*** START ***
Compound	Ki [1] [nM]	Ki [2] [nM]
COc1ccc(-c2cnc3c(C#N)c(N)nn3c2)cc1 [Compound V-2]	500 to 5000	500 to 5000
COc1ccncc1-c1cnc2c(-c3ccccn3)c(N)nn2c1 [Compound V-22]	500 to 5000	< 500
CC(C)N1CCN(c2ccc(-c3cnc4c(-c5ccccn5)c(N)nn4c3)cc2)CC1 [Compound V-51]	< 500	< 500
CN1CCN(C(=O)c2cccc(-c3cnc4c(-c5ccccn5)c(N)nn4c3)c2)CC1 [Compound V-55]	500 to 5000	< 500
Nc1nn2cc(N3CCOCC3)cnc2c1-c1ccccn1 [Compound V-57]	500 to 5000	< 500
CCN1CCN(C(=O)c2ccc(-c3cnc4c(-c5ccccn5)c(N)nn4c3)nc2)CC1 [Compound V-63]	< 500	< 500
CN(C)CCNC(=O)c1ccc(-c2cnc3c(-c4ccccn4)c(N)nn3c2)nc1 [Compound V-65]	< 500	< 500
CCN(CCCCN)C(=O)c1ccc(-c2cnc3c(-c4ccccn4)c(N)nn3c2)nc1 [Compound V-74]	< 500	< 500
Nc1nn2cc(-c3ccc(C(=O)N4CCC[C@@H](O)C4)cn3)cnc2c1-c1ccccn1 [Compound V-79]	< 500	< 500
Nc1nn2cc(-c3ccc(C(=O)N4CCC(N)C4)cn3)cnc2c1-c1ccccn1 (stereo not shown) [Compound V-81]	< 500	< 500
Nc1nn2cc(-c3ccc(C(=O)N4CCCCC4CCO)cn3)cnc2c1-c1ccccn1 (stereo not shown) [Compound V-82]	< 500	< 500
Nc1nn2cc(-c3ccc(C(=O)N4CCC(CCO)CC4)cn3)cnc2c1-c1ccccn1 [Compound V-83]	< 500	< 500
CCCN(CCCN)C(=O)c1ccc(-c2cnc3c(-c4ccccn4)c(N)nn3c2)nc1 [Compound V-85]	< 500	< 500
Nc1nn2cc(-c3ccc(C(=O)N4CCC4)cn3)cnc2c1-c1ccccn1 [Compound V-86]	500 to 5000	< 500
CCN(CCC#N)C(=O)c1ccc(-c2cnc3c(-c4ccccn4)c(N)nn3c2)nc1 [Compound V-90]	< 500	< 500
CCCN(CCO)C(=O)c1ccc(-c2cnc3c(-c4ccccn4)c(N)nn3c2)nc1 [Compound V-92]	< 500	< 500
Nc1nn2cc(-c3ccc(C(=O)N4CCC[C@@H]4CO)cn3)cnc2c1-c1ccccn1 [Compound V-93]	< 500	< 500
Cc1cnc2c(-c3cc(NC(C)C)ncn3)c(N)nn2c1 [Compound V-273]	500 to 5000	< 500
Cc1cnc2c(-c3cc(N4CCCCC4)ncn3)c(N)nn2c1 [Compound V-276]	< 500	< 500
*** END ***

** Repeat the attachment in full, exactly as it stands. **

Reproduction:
Compound	Ki [1] [nM]	Ki [2] [nM]
COc1ccc(-c2cnc3c(C#N)c(N)nn3c2)cc1 [Compound V-2]	500 to 5000	500 to 5000
COc1ccncc1-c1cnc2c(-c3ccccn3)c(N)nn2c1 [Compound V-22]	500 to 5000	< 500
CC(C)N1CCN(c2ccc(-c3cnc4c(-c5ccccn5)c(N)nn4c3)cc2)CC1 [Compound V-51]	< 500	< 500
CN1CCN(C(=O)c2cccc(-c3cnc4c(-c5ccccn5)c(N)nn4c3)c2)CC1 [Compound V-55]	500 to 5000	< 500
Nc1nn2cc(N3CCOCC3)cnc2c1-c1ccccn1 [Compound V-57]	500 to 5000	< 500
CCN1CCN(C(=O)c2ccc(-c3cnc4c(-c5ccccn5)c(N)nn4c3)nc2)CC1 [Compound V-63]	< 500	< 500
CN(C)CCNC(=O)c1ccc(-c2cnc3c(-c4ccccn4)c(N)nn3c2)nc1 [Compound V-65]	< 500	< 500
CCN(CCCCN)C(=O)c1ccc(-c2cnc3c(-c4ccccn4)c(N)nn3c2)nc1 [Compound V-74]	< 500	< 500
Nc1nn2cc(-c3ccc(C(=O)N4CCC[C@@H](O)C4)cn3)cnc2c1-c1ccccn1 [Compound V-79]	< 500	< 500
Nc1nn2cc(-c3ccc(C(=O)N4CCC(N)C4)cn3)cnc2c1-c1ccccn1 (stereo not shown) [Compound V-81]	< 500	< 500
Nc1nn2cc(-c3ccc(C(=O)N4CCCCC4CCO)cn3)cnc2c1-c1ccccn1 (stereo not shown) [Compound V-82]	< 500	< 500
Nc1nn2cc(-c3ccc(C(=O)N4CCC(CCO)CC4)cn3)cnc2c1-c1ccccn1 [Compound V-83]	< 500	< 500
CCCN(CCCN)C(=O)c1ccc(-c2cnc3c(-c4ccccn4)c(N)nn3c2)nc1 [Compound V-85]	< 500	< 500
Nc1nn2cc(-c3ccc(C(=O)N4CCC4)cn3)cnc2c1-c1ccccn1 [Compound V-86]	500 to 5000	< 500
CCN(CCC#N)C(=O)c1ccc(-c2cnc3c(-c4ccccn4)c(N)nn3c2)nc1 [Compound V-90]	< 500	< 500
CCCN(CCO)C(=O)c1ccc(-c2cnc3c(-c4ccccn4)c(N)nn3c2)nc1 [Compound V-92]	< 500	< 500
Nc1nn2cc(-c3ccc(C(=O)N4CCC[C@@H]4CO)cn3)cnc2c1-c1ccccn1 [Compound V-93]	< 500	< 500
Cc1cnc2c(-c3cc(NC(C)C)ncn3)c(N)nn2c1 [Compound V-273]	500 to 5000	< 500
Cc1cnc2c(-c3cc(N4CCCCC4)ncn3)c(N)nn2c1 [Compound V-276]	< 500	< 500